I caught my breath as I imagined what’s happening there, right in the same moment that I — often ungrateful me — was gazing up at one of the world’s greatest skylines on a spectacular night. My only problem is trying to pull myself together with the privilege of having the safety, time and space to do so. Or at least to try. No one is chasing me.
     I’d brought a pair of (ethically gleaned) coyote bone earrings for my friend Sylvia to give to her beautiful daughter Vero. For years, (also ethically gotten) coyote teeth earrings were my go-to. I felt I had to have them on almost every day, and without them I felt naked. Last fall I accidentally pulled one off on a sidewalk in Humboldt Park one night. It fell to the ground and disappeared in the fallen leaves. A kind couple brought flashlights out and we searched forever, but it was not to be. I felt I’d lost a piece of my soul. I bought the bone earrings to replace the teeth, but it hadn’t worked. It felt right to pass them on.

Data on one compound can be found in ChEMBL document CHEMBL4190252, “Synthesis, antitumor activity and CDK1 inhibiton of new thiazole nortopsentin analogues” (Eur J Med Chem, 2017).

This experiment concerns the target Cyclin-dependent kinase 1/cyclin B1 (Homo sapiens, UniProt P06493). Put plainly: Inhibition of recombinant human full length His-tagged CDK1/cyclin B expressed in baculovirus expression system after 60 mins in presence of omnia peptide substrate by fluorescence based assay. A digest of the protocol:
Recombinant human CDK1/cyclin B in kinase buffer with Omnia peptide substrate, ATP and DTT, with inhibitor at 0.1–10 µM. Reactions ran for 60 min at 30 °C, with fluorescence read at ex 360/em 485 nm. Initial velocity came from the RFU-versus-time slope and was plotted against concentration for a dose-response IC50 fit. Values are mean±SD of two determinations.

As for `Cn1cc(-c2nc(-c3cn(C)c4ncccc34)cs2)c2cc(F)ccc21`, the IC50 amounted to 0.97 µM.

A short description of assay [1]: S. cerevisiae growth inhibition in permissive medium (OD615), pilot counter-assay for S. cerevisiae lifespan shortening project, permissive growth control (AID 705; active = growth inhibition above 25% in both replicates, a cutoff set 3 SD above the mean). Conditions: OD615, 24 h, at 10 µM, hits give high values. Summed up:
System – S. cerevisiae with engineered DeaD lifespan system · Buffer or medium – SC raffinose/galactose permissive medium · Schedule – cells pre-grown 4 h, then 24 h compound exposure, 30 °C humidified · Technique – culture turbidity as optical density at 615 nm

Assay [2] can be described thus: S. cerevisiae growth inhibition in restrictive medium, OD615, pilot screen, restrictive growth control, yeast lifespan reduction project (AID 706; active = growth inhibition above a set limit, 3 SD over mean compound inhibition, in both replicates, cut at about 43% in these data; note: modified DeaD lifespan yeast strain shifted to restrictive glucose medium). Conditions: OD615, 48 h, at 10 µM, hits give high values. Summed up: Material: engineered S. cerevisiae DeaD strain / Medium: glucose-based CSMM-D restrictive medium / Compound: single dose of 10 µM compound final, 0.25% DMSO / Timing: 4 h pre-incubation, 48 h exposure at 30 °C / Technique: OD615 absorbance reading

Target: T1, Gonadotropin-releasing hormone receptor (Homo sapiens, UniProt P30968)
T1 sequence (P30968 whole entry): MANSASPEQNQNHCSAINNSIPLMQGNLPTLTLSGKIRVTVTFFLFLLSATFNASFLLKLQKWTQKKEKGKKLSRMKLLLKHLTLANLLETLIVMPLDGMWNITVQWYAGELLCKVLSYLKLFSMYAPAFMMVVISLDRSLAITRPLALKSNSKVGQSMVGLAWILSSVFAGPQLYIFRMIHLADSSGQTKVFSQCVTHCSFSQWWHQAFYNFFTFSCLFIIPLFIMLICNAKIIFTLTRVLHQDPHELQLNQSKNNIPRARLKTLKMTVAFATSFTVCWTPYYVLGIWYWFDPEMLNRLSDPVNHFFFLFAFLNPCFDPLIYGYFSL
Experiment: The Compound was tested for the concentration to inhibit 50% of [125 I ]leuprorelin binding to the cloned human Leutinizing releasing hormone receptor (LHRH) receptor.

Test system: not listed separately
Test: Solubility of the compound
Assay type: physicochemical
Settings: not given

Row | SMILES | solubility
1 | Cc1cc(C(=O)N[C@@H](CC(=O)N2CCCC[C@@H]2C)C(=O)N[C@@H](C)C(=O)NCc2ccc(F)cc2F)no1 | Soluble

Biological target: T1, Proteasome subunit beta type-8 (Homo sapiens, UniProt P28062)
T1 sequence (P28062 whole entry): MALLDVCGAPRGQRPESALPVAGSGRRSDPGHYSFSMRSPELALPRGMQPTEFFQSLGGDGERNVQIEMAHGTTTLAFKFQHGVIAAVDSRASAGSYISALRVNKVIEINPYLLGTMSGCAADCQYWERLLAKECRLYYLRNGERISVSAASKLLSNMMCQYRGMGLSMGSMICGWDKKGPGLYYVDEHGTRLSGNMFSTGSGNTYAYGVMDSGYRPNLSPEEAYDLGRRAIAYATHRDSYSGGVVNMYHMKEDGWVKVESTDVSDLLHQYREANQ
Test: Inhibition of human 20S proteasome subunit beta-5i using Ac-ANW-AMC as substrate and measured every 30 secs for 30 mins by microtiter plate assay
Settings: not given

When my close friend Laura Rose — who’s now a mountain mama in Black Hawk Colorado — saw the huge teeth framing my face once, she commented. “That’s powerful medicine. Are you sure you want to wear those?” Her use of the word “medicine” to describe an animal reminded me of the teachings I’d had from Lakota and other people indigenous to the Americas.
     I’d studied with teachers of the Lakota ways for seven years. I was welcomed to participate in inípi ceremonies (also called sweat lodges) and chanupa (also known incorrectly as a peace pipe) ceremonies. The curanderos and curanderas (medicine people) taught us to connect with Mother Earth, and to connect with our ancestors. To honor our heritage, and thus to honor who we are. The inípi itself represented the womb of Grandma, and the red hot rocks that warmed us were Grandpa. We sat on the dirt in the inípis we’d built, which were housed on a farm in Kingston, Illinois called Spirits Whisper Acres. It was a horse rescue farm, with a smattering of random “four leggeds” as my Lakota teachers called them. It took an army of us to get an angry bull back into the barn one time. Luckily, no-one was gored.
     When I came across a war manifesto written by Lakota people on the Pine Ridge Reservation that railed against anyone who taught their ways to white people, I decided to take a break and did not return to that group. Since then I've spent just one long day and night in an inípi just outside of Austin, Texas. I met a gorgeous black horse there, and we hung out. Animals are so much easier than people sometimes. Oftentimes.